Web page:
The Journal Gazette
Thursday, January 27, 2022 1:00 am

Rising health costs focus of Brown bill

Transparency sought from insurers, who say providers at fault

NIKI KELLY | The Journal Gazette

INDIANAPOLIS – Behind-the-scenes frustrations came to the forefront Wednesday as insurance companies and medical providers butted heads on growing health care costs.

The topic has been simmering for several years with lawmakers passing transparency bills for hospital procedures and other medical services.

But the focus swung to insurance premium increases Wednesday as Sen. Liz Brown, R-Fort Wayne, brought a bill to require insurance companies to be more transparent about why their prices are rising.

“The intent is to have transparency in the health insurance space,” she said in the Senate Health and Provider Services Committee. “What does it cost and why does it cost so much?”

Senate Bill 249 would require an insurer to go before the Department of Insurance if a health plan's proposed rate increase is 5% or more. The purpose is to see what is spurring those increases – for instance, medical costs or profit increases.

Brian Tabor, president of the Indiana Hospital Association, said a lot of work has already been done on the provider side of the equation. This includes limits on surprise billing, providing good faith estimates and posting procedure costs. Now it is time for insurance companies to go under the same scrutiny.

“What goes into the calculation for insurance premiums is kind of a black box,” he said.

Tabor said businesses see their premiums escalate even as costs are being reduced on the hospital side and deserve transparency on why.

But the Insurance Institute of Indiana objected to the bill. It represents major insurers like Anthem as well as smaller health plans such as Physicians Health Plan of Northern Indiana.

Maddie Augustus of the Insurance Institute of Indiana said Brown removed some of the problematic language from the bill but there are still concerns. She said some of the information that would be provided to the Department of Insurance is proprietary and will limit competition in the marketplace.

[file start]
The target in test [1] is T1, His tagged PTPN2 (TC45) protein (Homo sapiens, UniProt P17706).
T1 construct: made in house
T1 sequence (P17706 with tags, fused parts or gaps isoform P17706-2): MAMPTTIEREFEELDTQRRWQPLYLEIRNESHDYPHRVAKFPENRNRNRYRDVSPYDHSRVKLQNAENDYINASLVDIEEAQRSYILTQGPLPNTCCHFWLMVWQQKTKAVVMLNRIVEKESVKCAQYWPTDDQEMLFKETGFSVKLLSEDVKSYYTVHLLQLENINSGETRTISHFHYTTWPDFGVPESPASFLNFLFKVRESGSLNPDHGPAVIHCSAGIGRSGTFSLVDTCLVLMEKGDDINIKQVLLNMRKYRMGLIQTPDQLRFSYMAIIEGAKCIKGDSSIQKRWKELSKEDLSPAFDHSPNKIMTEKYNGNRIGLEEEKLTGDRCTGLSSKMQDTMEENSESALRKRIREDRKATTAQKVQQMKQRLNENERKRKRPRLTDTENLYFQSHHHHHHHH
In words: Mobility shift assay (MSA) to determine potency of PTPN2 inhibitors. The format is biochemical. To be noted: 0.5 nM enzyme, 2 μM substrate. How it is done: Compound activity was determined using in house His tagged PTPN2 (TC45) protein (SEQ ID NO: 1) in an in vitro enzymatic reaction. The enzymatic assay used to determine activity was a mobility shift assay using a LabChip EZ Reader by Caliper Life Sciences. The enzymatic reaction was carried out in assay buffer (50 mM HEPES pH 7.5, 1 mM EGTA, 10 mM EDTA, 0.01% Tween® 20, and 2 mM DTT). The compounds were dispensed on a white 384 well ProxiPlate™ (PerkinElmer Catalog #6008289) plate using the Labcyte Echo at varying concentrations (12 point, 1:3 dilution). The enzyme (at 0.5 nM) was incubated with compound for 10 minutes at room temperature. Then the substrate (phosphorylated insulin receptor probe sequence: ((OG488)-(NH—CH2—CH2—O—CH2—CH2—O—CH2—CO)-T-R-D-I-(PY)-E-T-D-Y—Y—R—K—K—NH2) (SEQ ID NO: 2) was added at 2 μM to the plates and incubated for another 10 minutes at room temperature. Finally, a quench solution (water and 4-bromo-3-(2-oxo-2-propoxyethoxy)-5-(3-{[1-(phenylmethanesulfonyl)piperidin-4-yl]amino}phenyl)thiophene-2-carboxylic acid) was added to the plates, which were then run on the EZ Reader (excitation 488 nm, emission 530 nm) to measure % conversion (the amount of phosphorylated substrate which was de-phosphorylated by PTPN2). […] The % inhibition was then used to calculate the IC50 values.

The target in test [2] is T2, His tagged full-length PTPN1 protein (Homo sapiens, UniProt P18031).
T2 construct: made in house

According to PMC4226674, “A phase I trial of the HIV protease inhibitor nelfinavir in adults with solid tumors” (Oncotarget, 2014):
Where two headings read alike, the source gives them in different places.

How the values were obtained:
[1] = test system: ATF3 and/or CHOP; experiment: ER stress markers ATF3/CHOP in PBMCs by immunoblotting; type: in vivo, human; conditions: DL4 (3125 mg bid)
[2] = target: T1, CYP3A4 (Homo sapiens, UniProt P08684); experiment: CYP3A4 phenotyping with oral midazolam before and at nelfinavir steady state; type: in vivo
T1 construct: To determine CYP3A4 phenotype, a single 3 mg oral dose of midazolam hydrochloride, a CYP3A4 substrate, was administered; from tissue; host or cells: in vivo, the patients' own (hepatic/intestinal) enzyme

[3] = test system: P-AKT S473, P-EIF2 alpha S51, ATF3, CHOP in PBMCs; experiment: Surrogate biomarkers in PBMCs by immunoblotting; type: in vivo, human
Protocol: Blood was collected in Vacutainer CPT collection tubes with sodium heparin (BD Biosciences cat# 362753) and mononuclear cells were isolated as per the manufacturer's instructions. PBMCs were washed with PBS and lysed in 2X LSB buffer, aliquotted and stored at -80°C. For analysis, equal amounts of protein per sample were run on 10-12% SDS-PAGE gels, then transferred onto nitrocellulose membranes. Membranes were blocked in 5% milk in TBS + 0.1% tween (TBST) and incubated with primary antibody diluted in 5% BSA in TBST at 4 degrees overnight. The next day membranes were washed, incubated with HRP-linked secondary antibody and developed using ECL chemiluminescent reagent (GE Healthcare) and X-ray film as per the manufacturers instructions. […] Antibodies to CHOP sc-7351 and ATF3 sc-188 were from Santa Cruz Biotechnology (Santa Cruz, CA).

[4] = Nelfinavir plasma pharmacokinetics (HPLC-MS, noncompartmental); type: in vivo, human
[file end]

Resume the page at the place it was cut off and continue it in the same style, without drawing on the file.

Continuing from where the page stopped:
Logan Harrison, senior public affairs director at Anthem, was much more blunt in his testimony.

He said the bill is a deflection away from hospital and physician prices. He also claims insurance companies already file detailed information every year on premiums. Harrison previously worked at the Indiana Department of Insurance under two governors.

Harrison said the Indiana Hospital Association has gotten desperate because of the microscope it has been under on costs.

He called the bill “a preemptive strike” and said he didn't understand why the measure is moving since stakeholders are in negotiations currently to find ways to decrease costs.

That is because House Speaker Todd Huston and Senate President Pro Tem Rodric Bray sent a sternly worded letter in December demanding all sides of the industry come to the table and present ways to reduce Indiana medical costs so they match neighboring states.

The deadline is April 1.

“Absent a viable plan, we will be left with no choice but to pursue legislation to statutorily reduce prices,” the letter said.

The bill passed 10-1 and now moves to the full Senate.

Sen. Vaneta Becker, R-Evansville, said it seems insurance companies want to dictate that hospitals show their cards but don't want to show their own.

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